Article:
The Expo Blog is a space for posts on the history, themes, legacies and experience of Expos. It includes articles from the BIE and external contributors.
Present in thousands of everyday products, rubber is ubiquitous in the modern world. While it has been used in its natural form for thousands of years, it was only after the development of vulcanisation by American inventor Charles Goodyear – showcased with grandeur at World Expo 1851 London – that rubber became the widespread material it is today.
Celebrating the 100th anniversary of American Independence, World Expo 1876 Philadelphia introduced the public to a multitude of innovations, including the Sholes & Glidden typewriter, sold under the brand name Remington No. 1. While other typewriters had already been produced, the Remington No. 1 was the first to be a commercial success and the first ever to feature the Qwerty format keyboard.
In an era of rapid technological change and regularly updated devices, it is easy to underestimate the revolutionary impact of new inventions in the late 19th century. At World Expo 1878 Paris, one such invention - Thomas Edison’s phonograph, capable of recording and playing back sound – seemed so amazing to visitors that many were convinced it was a fake.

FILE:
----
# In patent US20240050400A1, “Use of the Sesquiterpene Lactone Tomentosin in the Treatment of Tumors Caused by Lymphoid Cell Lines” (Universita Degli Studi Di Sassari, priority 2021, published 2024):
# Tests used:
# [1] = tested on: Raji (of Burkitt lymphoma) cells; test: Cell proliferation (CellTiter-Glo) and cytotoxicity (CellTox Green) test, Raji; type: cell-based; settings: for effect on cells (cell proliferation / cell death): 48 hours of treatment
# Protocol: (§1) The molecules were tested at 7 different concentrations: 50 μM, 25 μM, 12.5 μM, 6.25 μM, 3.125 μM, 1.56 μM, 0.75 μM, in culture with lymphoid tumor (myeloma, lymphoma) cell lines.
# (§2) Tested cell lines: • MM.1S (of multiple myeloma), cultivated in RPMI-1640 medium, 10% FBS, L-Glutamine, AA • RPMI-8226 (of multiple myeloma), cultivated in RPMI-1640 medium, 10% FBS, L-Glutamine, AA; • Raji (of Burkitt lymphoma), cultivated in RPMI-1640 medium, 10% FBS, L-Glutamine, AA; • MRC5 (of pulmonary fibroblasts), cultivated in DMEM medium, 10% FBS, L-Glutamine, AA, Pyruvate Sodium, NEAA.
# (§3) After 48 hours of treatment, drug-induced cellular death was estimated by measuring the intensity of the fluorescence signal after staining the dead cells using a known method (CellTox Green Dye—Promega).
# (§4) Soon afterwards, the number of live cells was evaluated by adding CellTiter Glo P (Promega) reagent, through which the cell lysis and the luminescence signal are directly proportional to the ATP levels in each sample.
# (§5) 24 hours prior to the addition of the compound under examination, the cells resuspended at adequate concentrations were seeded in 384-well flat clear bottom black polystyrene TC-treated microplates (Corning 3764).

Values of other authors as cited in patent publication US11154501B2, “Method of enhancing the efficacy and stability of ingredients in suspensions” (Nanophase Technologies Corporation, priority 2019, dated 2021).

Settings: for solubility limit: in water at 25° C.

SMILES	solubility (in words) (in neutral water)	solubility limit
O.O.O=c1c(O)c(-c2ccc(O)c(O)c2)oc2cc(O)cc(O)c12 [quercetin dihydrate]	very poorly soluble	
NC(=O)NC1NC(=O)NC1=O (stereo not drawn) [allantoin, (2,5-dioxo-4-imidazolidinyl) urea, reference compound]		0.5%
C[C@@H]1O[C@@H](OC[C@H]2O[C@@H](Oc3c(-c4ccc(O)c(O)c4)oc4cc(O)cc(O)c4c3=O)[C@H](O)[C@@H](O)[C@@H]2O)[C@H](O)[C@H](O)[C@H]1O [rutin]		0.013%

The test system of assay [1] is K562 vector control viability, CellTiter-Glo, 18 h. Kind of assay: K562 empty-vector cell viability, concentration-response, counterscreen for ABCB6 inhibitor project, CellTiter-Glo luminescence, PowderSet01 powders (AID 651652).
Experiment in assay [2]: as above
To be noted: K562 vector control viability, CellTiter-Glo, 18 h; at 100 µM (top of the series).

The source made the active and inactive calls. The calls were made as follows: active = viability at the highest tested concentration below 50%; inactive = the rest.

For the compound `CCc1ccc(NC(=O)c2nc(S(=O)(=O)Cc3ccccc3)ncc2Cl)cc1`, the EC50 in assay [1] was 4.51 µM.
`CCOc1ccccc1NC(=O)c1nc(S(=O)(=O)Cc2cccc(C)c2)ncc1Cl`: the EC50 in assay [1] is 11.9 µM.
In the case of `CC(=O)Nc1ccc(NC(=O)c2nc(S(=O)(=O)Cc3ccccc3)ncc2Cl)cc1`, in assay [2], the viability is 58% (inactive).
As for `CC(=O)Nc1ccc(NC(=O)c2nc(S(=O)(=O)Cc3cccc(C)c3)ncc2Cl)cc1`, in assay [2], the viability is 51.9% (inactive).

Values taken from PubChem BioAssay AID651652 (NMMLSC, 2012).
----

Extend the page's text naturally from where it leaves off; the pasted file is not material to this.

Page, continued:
The World Expo is arguably the single biggest showcasing event of a nation outside of its own borders. It is one of the few mass events that still commands worldwide attention. But unlike the Olympic Games or the FIFA World Cup, the World Expo is not a “media event;” rather, the spectacle is to be sensed and experienced by “being there.”
With Expos serving as a showcase for the creativity and technological innovation of their participating countries, pavilions provides an ideal element to combine both unique design and technical prowess. Such was the case with Germany’s pavilion at World Expo 2015 Milan, which boldly incorporated organic photovoltaics (OPV) – an exciting and rapidly developing form of solar power – into the structure of its “Field of Dreams” themed pavilion.